Printer Friendly

What you need to know about club drugs.

NEW ORLEANS -- The club drugs methylenedioxymethamphetamine, ketamine, flunitrazepam, and [gamma]-hydroxybutyrate top the hit list on the rave scene these days, Dr. Mark B. Stephens said at the annual meeting of the American Academy of Family Physicians.

"In supposedly drug-free zones, 40% of high school seniors say it's relatively easy to get drugs and about 5% of eighth graders say they have used Ecstasy once. About 15% of high school seniors say they have. It's definitely an issue," said Dr. Stephens of the Naval Hospital at Sigonella, Italy.

Once known for warehouse-size venues, today's raves are smaller, themed, underground parties featuring electronica music, laser light shows, and an abundance of drugs. Dr. Stephens outlined the most popular:

Methylenedioxymethamphetamine

Better known as Ecstasy, Methylenedioxymethamphetamine (MDMA) was initially used as an appetite suppressant, then as a psychiatric drug, before becoming the star of the rave scene. "It's a stimulant and a hallucinogen, so it's kind of an intriguing chemical product because it crosses traditional boundaries in terms of effect," said Dr. Stephens.

MDMA acts on dopaminergic centers in the brain producing feeling-related changes and it also produces more amphetamine-like stimulatory changes. Users are seeking a euphoric, hypermotor state. Often ravegoers will wear a surgical mask with vapor rub dabbed on the inside because they believe it heightens the sensory experience.

Street names for MDMA include X, Adam, XTC, love drug, clarity, 007, and others.

Patients who present to the emergency department (ED) on MDMA appear wired, with psychomotor agitation and sometimes hallucinations, making it hard to pinpoint. Look for hypertension, tachycardia, changes in mental status, and most importantly changes in core temperature. "Some of these folks have problems with malignant hyperthermic state," said Dr. Stephens.

A urine test can be used to confirm diagnosis. Care comes down to managing the patient's ABCs (airway, breathing, and circulation) and keeping the patient quiet.

MDMA is a schedule I drug. Its use accounts for 5,000-6,000 ED episodes yearly, according to the federal Drug Abuse Warning Network (DAWN), a federal effort which allows physicians to report different toxicities to a national database.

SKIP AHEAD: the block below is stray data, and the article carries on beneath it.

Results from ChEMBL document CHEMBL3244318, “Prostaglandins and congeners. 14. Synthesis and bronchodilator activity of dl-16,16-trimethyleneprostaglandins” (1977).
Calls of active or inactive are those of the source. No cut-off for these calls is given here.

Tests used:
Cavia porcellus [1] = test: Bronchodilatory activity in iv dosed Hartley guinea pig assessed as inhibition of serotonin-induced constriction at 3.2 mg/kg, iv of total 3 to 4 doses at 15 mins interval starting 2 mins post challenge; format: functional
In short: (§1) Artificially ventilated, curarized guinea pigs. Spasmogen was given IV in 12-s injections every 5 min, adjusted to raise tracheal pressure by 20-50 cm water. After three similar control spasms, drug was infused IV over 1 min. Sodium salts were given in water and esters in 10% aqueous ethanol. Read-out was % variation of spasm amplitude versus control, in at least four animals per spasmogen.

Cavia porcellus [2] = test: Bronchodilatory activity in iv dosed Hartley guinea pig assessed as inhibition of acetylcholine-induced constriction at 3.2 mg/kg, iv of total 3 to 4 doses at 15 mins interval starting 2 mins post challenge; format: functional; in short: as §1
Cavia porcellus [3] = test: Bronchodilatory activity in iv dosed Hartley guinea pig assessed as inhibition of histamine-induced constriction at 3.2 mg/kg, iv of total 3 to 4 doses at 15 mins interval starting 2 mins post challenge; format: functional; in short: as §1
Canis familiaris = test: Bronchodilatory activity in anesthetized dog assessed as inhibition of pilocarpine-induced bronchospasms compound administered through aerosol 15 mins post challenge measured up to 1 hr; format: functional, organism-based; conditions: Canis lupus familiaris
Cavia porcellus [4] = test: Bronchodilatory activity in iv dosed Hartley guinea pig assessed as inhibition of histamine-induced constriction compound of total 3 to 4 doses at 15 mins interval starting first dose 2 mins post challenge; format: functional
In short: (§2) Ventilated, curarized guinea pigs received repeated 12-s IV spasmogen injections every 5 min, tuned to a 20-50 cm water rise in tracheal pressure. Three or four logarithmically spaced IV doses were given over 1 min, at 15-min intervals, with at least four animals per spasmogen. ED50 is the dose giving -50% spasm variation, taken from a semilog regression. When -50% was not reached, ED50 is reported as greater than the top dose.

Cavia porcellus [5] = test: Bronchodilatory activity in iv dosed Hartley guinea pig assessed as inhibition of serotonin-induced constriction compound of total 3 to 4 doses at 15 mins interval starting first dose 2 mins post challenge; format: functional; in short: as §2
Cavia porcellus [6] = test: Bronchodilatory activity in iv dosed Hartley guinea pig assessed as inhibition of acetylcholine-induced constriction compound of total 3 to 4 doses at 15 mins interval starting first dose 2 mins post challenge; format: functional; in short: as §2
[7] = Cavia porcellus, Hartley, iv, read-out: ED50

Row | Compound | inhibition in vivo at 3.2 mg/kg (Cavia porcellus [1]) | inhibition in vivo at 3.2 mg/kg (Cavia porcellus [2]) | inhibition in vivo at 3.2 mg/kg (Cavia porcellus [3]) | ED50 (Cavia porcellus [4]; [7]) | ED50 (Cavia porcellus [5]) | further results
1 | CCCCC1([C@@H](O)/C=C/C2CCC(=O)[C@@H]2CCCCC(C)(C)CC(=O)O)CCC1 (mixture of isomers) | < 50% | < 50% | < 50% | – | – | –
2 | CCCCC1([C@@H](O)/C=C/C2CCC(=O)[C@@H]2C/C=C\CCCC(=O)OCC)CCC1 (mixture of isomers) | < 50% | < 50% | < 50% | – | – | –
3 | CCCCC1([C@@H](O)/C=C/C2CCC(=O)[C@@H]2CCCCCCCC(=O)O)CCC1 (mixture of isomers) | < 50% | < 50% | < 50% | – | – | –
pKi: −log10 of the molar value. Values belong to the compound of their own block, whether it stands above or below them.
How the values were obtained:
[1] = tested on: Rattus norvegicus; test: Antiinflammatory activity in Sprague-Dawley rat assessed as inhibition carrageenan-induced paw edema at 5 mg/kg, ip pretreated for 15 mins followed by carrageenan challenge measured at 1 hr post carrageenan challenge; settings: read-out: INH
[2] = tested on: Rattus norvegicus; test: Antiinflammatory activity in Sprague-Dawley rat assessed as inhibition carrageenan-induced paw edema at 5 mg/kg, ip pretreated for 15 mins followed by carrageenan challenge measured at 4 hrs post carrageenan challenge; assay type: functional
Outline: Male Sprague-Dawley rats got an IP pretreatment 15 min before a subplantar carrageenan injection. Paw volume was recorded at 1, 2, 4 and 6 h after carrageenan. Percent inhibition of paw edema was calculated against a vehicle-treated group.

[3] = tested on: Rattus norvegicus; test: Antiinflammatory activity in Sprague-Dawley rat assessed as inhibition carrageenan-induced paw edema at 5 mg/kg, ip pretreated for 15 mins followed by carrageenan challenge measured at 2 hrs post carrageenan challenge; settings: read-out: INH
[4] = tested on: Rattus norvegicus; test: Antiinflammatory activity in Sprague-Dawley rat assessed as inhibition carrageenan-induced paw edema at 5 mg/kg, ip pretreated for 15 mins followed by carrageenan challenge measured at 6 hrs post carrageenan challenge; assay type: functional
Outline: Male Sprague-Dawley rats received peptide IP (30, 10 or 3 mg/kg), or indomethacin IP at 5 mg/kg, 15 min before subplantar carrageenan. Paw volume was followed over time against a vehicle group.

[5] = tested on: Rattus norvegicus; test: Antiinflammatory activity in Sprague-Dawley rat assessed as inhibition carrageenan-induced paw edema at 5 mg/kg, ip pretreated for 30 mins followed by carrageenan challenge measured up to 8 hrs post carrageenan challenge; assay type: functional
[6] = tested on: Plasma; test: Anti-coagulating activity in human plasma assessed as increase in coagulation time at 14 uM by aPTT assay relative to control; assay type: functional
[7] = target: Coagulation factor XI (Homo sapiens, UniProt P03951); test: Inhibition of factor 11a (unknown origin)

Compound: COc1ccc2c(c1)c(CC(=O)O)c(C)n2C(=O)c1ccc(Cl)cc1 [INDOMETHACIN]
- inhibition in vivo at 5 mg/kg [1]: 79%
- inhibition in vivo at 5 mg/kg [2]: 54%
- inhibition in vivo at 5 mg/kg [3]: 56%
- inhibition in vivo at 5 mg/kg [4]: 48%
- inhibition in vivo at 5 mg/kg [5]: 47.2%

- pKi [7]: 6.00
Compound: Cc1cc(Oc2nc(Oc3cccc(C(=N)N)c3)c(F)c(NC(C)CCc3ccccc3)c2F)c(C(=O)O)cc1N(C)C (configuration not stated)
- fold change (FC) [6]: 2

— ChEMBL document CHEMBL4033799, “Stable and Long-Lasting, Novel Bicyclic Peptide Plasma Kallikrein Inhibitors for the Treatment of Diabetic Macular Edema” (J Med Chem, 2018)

Ketamine

Developed to replace phencyclidine (PCP) as a dissociative anesthetic, ketamine is used most commonly in veterinary medicine. Most ketamine used at raves is diverted from veterinary sources, said Dr. Stephens. Ketamine is available as a clear liquid or a white powder.

Ketamine users are trying to get to "k-land" and avoid going to "k-hole." K-land refers to the dissociative experience that accompanies ketamine use. "Folks will tell you that they can see a sound or hear a color in this bizarre synesthetic state," he said.

K-hole refers to the frightening, out-of-body experience associated with ketamine overdose. Large doses can produce vomiting and convulsions and may lead to oxygen starvation to the brain and muscles. Street names for ketamine include cat valium, special k, jet, and others.

The effects of a ketamine "high" are short-lived, usually lasting an hour, but sometimes 4-6 hours. Ketamine users who present to the ED exhibit increased blood pressure and heart rate. Ketamine over-dose is associated with severe dissociation, vomiting, restlessness, and tiredness. Ketamine is not detectable on a routine urine screen.

Emergency treatment of patients with ketamine toxicity is primarily supportive, said Dr. Stephens. Maintain the ABCs and fluid status.

Ketamine is a schedule III drug.

Flunitrazepam

Flunitrazepam (Rohypnol) is 10 times more potent than Valium. Today it is manufactured as 1-mg tablets that are legally available in Europe, Mexico, and Colombia for the treatment of severe sleep disorders. It is not manufactured or approved in the United States. Historically it has come over the borders from Mexico.